Jeremy R. Garrett (ed), The Ethics of Animal Research
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A common estimate is that 50–100 million animals are used annually, around the world, for research purposes. Animal subjects, of course, do not consent to being used, they almost never benefit therapeutically from their involvement in research, and they are typically harmed in substantial ways. Thus, animal research provokes ethical issues. As the reader is frequently reminded in this anthology, the moral case for animal research depends on two propositions: (1) that animal research offers unique, significant benefits, and (2) that these benefits justify the imposition of significant harm on animal subjects as well as whatever other costs are entailed by the research. This book is a remarkably rich collection of essays that address a wide range of specific issues concerning the ethics of animal research. This review will say at least a bit about each of the sixteen essays that comprise this volume.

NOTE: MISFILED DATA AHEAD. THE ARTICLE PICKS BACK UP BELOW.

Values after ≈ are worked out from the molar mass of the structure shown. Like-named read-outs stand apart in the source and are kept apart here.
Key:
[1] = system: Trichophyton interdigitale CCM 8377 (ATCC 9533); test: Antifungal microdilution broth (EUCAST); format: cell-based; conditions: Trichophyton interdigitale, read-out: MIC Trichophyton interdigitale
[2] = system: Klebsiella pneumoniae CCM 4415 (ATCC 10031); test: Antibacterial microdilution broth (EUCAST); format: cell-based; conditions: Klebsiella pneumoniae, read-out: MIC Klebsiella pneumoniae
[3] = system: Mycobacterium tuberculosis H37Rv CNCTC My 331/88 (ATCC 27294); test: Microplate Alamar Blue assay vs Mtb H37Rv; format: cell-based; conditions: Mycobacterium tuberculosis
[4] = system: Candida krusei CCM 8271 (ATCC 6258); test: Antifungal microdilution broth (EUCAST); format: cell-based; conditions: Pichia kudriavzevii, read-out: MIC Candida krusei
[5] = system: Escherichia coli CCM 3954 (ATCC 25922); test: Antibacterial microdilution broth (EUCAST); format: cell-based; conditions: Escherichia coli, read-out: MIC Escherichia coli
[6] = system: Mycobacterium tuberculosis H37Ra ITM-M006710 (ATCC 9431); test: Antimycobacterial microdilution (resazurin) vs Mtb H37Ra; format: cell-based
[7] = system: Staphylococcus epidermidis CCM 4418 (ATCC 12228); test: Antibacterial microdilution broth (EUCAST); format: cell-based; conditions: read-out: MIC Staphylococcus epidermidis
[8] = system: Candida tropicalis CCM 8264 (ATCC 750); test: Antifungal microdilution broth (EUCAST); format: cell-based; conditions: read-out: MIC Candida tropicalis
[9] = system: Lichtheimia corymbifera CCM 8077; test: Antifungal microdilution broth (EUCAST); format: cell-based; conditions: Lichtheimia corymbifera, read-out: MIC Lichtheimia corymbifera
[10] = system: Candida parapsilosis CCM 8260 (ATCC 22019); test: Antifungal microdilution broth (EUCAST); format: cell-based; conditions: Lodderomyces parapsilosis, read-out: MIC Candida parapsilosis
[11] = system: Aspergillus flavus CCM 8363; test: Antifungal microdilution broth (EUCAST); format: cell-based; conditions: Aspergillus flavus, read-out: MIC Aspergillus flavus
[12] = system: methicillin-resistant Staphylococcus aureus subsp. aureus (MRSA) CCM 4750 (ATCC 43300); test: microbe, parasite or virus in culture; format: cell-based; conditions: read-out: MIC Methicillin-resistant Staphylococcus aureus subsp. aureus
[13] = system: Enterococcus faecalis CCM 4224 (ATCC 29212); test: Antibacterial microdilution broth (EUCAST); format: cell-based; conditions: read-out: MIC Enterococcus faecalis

Garrett’s introductory chapter provides an excellent orientation. Following a historical...
The views expressed are the author’s own. They do not represent the position or policy of the NIH, the DHHS, or the U.S. government. This work was supported by NIH intramural funds.